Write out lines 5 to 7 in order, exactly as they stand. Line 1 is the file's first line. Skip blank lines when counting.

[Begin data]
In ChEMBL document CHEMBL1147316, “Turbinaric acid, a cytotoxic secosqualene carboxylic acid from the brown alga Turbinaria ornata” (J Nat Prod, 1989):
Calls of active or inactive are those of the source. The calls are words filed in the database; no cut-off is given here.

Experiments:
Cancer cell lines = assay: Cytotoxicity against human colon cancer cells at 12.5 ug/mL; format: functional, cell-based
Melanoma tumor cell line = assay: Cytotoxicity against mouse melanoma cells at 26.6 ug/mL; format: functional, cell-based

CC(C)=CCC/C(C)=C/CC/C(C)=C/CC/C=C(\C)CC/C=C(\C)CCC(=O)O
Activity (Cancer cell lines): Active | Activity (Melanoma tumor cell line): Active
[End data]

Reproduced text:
Melanoma tumor cell line = assay: Cytotoxicity against mouse melanoma cells at 26.6 ug/mL; format: functional, cell-based

CC(C)=CCC/C(C)=C/CC/C(C)=C/CC/C=C(\C)CC/C=C(\C)CCC(=O)O
Activity (Cancer cell lines): Active | Activity (Melanoma tumor cell line): Active